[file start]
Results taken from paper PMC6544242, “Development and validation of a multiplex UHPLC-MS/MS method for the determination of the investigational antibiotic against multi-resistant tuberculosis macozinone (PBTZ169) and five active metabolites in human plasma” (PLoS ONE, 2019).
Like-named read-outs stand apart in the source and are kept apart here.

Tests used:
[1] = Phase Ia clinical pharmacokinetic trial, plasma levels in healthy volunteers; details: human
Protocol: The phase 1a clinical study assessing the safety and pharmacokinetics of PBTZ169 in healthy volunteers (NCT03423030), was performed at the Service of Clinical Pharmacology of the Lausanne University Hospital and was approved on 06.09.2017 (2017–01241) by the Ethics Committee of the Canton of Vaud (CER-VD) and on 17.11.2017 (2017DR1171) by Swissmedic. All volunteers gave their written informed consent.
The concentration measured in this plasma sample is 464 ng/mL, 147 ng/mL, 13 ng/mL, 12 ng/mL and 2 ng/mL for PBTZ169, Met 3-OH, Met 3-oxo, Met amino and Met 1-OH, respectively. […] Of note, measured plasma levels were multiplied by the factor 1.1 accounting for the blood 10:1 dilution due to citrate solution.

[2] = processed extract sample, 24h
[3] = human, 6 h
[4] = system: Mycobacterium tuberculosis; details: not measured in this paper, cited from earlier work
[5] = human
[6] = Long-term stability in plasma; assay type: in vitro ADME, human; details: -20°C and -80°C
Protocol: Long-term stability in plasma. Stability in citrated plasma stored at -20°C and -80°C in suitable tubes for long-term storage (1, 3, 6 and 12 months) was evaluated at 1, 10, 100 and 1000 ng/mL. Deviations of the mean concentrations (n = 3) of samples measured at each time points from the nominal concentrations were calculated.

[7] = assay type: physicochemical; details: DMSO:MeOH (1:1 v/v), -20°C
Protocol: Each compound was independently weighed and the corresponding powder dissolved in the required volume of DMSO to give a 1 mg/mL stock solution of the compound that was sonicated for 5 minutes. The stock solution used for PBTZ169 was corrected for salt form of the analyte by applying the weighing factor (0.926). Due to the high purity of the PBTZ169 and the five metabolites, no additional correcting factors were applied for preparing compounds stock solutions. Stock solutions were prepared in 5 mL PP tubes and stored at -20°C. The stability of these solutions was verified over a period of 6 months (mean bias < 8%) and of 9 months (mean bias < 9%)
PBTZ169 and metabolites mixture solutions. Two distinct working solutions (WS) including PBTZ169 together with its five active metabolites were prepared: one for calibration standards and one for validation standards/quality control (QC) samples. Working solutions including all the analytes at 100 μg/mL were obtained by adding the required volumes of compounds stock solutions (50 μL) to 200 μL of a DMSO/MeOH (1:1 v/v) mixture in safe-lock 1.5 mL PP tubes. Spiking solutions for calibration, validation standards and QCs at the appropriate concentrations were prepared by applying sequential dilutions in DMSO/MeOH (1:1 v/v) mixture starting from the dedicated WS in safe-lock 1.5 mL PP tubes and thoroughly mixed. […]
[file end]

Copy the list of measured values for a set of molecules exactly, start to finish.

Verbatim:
Results taken from paper PMC6544242, “Development and validation of a multiplex UHPLC-MS/MS method for the determination of the investigational antibiotic against multi-resistant tuberculosis macozinone (PBTZ169) and five active metabolites in human plasma” (PLoS ONE, 2019).
Like-named read-outs stand apart in the source and are kept apart here.

Tests used:
[1] = Phase Ia clinical pharmacokinetic trial, plasma levels in healthy volunteers; details: human
Protocol: The phase 1a clinical study assessing the safety and pharmacokinetics of PBTZ169 in healthy volunteers (NCT03423030), was performed at the Service of Clinical Pharmacology of the Lausanne University Hospital and was approved on 06.09.2017 (2017–01241) by the Ethics Committee of the Canton of Vaud (CER-VD) and on 17.11.2017 (2017DR1171) by Swissmedic. All volunteers gave their written informed consent.
The concentration measured in this plasma sample is 464 ng/mL, 147 ng/mL, 13 ng/mL, 12 ng/mL and 2 ng/mL for PBTZ169, Met 3-OH, Met 3-oxo, Met amino and Met 1-OH, respectively. […] Of note, measured plasma levels were multiplied by the factor 1.1 accounting for the blood 10:1 dilution due to citrate solution.

[2] = processed extract sample, 24h
[3] = human, 6 h
[4] = system: Mycobacterium tuberculosis; details: not measured in this paper, cited from earlier work
[5] = human
[6] = Long-term stability in plasma; assay type: in vitro ADME, human; details: -20°C and -80°C
Protocol: Long-term stability in plasma. Stability in citrated plasma stored at -20°C and -80°C in suitable tubes for long-term storage (1, 3, 6 and 12 months) was evaluated at 1, 10, 100 and 1000 ng/mL. Deviations of the mean concentrations (n = 3) of samples measured at each time points from the nominal concentrations were calculated.

[7] = assay type: physicochemical; details: DMSO:MeOH (1:1 v/v), -20°C
Protocol: Each compound was independently weighed and the corresponding powder dissolved in the required volume of DMSO to give a 1 mg/mL stock solution of the compound that was sonicated for 5 minutes. The stock solution used for PBTZ169 was corrected for salt form of the analyte by applying the weighing factor (0.926). Due to the high purity of the PBTZ169 and the five metabolites, no additional correcting factors were applied for preparing compounds stock solutions. Stock solutions were prepared in 5 mL PP tubes and stored at -20°C. The stability of these solutions was verified over a period of 6 months (mean bias < 8%) and of 9 months (mean bias < 9%)
PBTZ169 and metabolites mixture solutions. Two distinct working solutions (WS) including PBTZ169 together with its five active metabolites were prepared: one for calibration standards and one for validation standards/quality control (QC) samples. Working solutions including all the analytes at 100 μg/mL were obtained by adding the required volumes of compounds stock solutions (50 μL) to 200 μL of a DMSO/MeOH (1:1 v/v) mixture in safe-lock 1.5 mL PP tubes. Spiking solutions for calibration, validation standards and QCs at the appropriate concentrations were prepared by applying sequential dilutions in DMSO/MeOH (1:1 v/v) mixture starting from the dedicated WS in safe-lock 1.5 mL PP tubes and thoroughly mixed. […]